Albany 2019: 20th Conversation - Abstracts

category image Albany 2019
Conversation 20
June 11-15 2019
Adenine Press (2019)

Mutant p53 REs and the mechanism of gain of function in cancer

p53 functions as a sensor of cellular stress signals. A variety of stress signals stabilize its structure and bring about an increase in its concentration, with the end result of a variety of functional outcome preventing cancer. However, p53 itself is mutated in 50% of all cancer cases. p53 core domain is the main target for mutations in human tumors. 95% of the mutations identified in human tumors are found in this region. This underscores the importance of sequence-specific DNA binding by the core for p53 functions. Gain-of-function mutations are mutations that switch p53 into a tumor-promoting oncogene, by endowing the mutant protein with new abilities, activating new target genes, that can contribute to various stages of tumor progression. Multiple mechanisms were proposed to account for different mutant p53 gain-of-function activities. A major transcriptional mechanism for gain-of-function of mutant p53 is binding of mutant p53 through cooperation with other transcription factors. We will present a novel model for mutant p53 gain-of-function in cancer that reconciles many observations on the gain-of-function phenomenon. We will also present binding data demonstrating that the role played by DNA structure in mutant p53/DNA interaction follows the rules established for wild-type p53/DNA interactions.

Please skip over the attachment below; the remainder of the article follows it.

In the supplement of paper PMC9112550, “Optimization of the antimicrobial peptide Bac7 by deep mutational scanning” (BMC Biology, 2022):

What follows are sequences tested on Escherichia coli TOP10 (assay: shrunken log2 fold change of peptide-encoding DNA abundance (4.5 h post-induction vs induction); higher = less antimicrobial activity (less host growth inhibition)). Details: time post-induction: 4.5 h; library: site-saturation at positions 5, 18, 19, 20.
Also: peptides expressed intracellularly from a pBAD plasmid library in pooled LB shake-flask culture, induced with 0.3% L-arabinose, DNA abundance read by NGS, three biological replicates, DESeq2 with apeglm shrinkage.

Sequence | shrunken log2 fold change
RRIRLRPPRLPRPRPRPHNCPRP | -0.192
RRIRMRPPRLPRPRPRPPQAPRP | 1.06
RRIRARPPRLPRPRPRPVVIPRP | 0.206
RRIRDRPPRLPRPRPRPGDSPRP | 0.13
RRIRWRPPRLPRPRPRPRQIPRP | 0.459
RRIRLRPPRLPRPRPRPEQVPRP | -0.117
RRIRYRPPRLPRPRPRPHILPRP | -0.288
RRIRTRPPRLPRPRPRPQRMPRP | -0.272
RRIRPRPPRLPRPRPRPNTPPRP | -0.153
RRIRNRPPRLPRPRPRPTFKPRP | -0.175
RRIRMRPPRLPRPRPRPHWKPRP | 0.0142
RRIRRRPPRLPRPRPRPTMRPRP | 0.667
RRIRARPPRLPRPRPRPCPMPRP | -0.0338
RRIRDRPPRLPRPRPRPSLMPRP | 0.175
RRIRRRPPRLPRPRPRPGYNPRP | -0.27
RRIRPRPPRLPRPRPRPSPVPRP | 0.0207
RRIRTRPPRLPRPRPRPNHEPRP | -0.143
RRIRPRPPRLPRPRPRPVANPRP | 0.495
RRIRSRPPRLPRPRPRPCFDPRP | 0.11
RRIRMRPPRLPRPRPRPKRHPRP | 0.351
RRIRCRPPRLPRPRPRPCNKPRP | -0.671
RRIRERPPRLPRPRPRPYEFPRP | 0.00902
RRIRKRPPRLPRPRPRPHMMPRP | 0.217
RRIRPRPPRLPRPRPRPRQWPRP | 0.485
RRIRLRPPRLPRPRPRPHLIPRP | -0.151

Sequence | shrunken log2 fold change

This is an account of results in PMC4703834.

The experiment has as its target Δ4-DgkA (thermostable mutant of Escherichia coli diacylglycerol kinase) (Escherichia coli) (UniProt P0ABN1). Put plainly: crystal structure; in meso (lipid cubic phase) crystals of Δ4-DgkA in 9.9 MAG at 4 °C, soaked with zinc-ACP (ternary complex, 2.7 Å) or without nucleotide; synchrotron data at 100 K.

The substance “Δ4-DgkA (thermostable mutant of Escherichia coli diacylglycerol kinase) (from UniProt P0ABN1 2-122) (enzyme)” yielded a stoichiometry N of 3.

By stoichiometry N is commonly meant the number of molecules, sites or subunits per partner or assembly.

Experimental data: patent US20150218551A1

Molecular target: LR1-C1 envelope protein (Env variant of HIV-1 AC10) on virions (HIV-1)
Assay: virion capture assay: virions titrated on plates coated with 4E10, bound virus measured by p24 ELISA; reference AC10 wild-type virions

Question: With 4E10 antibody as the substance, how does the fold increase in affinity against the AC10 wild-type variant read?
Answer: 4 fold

Jessy Safieh
Demitrij Golovenko
Tali E. Haran

Faculty of Biology
Haifa, Israel

Phone: 972-4-8293767
Email: bitali@technion.ac.il